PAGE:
This is (not) Spinal Tap

But it is Stonehenge

Or should that be Stane ‘enge?

Or am I showing my age too much here?

Anyway. Last weekend we spent time, so much time, helping oldest child with his homework. Which involved explaining the complex mathematics which went into building Stonehenge. Bearing in mind that this is the complex mathematics and geometrical equations which have puzzled the finest minds in mathematics and archaeology for generations. Of course an 11 year old will be able to solve and articulate the equations involved. No problem.
We started off with high hopes and compasses, set squares, rulers, the works. We ended up with a pencil, a drawing pin and a piece of string. Well, it’s living history man, working it out just like the Druids did. Or the aliens. Or something.

So, in an attempt to snatch victory from the jaws of defeat, we thought we’d drag oldest child along to see the real thing. Even if he doesn’t understand the algebra that went into building it he can at least appreciate what a huge job it was, and get a feel for the scale of the task that was facing the builders.

And it certainly is impressive, thrusting up out of the landscape and dominating the scenery. Unfortunately, the experience is spoiled slightly by the fact that you can’t get anywhere near the stones, and the pathway around the perimeter of the site is jam packed with people, all jostling to take photos.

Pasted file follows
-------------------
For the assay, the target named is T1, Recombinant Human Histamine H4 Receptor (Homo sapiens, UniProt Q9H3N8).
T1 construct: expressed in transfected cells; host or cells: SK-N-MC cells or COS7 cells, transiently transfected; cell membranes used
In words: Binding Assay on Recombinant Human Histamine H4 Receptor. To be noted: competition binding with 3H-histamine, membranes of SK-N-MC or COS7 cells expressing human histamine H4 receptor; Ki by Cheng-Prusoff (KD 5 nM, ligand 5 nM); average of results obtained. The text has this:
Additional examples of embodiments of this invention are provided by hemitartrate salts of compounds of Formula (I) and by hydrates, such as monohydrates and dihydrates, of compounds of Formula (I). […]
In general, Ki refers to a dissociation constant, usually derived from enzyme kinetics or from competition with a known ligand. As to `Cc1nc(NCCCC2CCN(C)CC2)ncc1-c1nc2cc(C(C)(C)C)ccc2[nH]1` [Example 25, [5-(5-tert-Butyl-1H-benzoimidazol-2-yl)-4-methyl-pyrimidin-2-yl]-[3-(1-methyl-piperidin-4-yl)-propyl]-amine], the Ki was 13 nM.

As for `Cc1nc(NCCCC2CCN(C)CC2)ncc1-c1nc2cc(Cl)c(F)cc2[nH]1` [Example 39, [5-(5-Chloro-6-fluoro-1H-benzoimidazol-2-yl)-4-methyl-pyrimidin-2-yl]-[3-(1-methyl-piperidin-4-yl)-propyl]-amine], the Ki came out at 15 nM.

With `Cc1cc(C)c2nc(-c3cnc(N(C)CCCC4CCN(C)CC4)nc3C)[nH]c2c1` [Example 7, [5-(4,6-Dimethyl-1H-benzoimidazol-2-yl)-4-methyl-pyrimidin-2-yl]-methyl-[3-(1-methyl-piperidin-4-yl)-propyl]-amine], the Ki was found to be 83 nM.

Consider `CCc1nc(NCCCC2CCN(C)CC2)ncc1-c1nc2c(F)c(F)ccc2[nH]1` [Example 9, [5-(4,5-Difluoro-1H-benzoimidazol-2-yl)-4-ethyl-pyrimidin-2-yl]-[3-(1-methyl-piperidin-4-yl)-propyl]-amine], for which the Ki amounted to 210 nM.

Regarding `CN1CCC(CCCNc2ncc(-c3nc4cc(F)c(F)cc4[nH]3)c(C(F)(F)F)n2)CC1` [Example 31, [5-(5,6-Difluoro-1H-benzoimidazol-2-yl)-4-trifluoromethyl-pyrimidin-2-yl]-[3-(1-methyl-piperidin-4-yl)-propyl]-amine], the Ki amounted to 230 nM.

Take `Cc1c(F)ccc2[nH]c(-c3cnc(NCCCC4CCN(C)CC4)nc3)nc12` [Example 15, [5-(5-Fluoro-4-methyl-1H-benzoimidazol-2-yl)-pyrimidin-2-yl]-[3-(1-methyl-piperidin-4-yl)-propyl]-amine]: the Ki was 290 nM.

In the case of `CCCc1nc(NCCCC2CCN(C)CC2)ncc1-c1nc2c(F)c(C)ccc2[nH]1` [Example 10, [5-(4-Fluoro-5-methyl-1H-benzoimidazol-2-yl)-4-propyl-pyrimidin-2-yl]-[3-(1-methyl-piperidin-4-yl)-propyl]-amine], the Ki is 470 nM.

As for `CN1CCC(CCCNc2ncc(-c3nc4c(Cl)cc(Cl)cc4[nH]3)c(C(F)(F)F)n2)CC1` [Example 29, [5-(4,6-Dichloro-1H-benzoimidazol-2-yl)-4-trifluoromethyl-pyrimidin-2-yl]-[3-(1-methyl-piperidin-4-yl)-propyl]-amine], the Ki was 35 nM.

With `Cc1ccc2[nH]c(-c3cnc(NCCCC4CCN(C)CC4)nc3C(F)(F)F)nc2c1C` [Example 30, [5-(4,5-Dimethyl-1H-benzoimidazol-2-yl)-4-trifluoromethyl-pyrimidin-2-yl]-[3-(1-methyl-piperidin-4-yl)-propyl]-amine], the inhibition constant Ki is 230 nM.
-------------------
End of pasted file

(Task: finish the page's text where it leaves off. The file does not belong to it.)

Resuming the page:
Have you noticed that nowadays people seem so much more bothered about recording an event than actually being in the moment and experiencing it?

We stayed a little while and managed to have a walk away from the crowds to the barrows

20131109-193011.jpg but decided not to prolong the experience any more.

So after a brief dash into nearby Salisbury for lunch and a quick whizz around the Cathedral for me to collect some dead people




we went to my favourite prehistoric site, Avebury.

Aa ahh. Avebury is such an holistic site. The village nestles within the circle, the circle nestles into the landscape. It all seems organic, and serene, and spiritual and right. A very different experience to Stonehenge



I did try to explain the theory of Ley Lines to oldest child but he just rolled his eyes and carried on treating the stones as if they were Jedis and stormtroopers.

Until I threatened to dance around them sky clad if he didn’t stop.

Amazing how quickly you can get them to listen to you if you find the right motivation πŸ™‚


2 thoughts on “This is (not) Spinal Tap

  1. Thanks for bringing back childhood memories! I used to see Stonehenge out of my bedroom window and I remember visiting Salisbury Cathedral and Avebury on many occasions πŸ™‚

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